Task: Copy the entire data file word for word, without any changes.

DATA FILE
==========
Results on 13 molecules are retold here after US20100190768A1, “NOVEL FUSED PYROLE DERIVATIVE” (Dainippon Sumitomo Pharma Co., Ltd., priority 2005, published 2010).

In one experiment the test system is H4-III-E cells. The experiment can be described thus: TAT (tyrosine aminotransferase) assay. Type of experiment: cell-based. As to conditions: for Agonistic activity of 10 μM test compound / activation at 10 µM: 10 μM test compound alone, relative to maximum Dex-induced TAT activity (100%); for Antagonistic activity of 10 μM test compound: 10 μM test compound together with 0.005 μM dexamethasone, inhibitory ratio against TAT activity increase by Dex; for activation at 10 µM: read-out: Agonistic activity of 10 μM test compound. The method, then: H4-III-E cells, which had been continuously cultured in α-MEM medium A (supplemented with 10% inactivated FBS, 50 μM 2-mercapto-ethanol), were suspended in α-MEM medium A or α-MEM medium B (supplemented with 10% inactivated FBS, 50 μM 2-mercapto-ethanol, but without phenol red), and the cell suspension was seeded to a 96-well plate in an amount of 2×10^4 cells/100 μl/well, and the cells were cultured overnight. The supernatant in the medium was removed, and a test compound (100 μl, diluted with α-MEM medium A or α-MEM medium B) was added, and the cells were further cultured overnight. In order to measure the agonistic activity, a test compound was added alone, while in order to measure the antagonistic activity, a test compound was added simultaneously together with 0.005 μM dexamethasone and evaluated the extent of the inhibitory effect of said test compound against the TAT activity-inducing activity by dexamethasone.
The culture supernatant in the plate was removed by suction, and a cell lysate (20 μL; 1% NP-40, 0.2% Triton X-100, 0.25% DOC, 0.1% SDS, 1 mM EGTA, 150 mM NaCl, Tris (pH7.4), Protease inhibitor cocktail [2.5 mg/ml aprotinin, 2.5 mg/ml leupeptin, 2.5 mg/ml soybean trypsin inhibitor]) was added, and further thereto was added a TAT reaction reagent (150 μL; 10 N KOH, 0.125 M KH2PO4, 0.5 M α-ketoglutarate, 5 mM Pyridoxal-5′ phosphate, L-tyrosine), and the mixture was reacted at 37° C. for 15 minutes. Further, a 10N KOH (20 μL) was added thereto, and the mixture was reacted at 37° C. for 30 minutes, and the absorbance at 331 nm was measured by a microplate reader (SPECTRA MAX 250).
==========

Results on 13 molecules are retold here after US20100190768A1, “NOVEL FUSED PYROLE DERIVATIVE” (Dainippon Sumitomo Pharma Co., Ltd., priority 2005, published 2010).

In one experiment the test system is H4-III-E cells. The experiment can be described thus: TAT (tyrosine aminotransferase) assay. Type of experiment: cell-based. As to conditions: for Agonistic activity of 10 μM test compound / activation at 10 µM: 10 μM test compound alone, relative to maximum Dex-induced TAT activity (100%); for Antagonistic activity of 10 μM test compound: 10 μM test compound together with 0.005 μM dexamethasone, inhibitory ratio against TAT activity increase by Dex; for activation at 10 µM: read-out: Agonistic activity of 10 μM test compound. The method, then: H4-III-E cells, which had been continuously cultured in α-MEM medium A (supplemented with 10% inactivated FBS, 50 μM 2-mercapto-ethanol), were suspended in α-MEM medium A or α-MEM medium B (supplemented with 10% inactivated FBS, 50 μM 2-mercapto-ethanol, but without phenol red), and the cell suspension was seeded to a 96-well plate in an amount of 2×10^4 cells/100 μl/well, and the cells were cultured overnight. The supernatant in the medium was removed, and a test compound (100 μl, diluted with α-MEM medium A or α-MEM medium B) was added, and the cells were further cultured overnight. In order to measure the agonistic activity, a test compound was added alone, while in order to measure the antagonistic activity, a test compound was added simultaneously together with 0.005 μM dexamethasone and evaluated the extent of the inhibitory effect of said test compound against the TAT activity-inducing activity by dexamethasone.
The culture supernatant in the plate was removed by suction, and a cell lysate (20 μL; 1% NP-40, 0.2% Triton X-100, 0.25% DOC, 0.1% SDS, 1 mM EGTA, 150 mM NaCl, Tris (pH7.4), Protease inhibitor cocktail [2.5 mg/ml aprotinin, 2.5 mg/ml leupeptin, 2.5 mg/ml soybean trypsin inhibitor]) was added, and further thereto was added a TAT reaction reagent (150 μL; 10 N KOH, 0.125 M KH2PO4, 0.5 M α-ketoglutarate, 5 mM Pyridoxal-5′ phosphate, L-tyrosine), and the mixture was reacted at 37° C. for 15 minutes. Further, a 10N KOH (20 μL) was added thereto, and the mixture was reacted at 37° C. for 30 minutes, and the absorbance at 331 nm was measured by a microplate reader (SPECTRA MAX 250).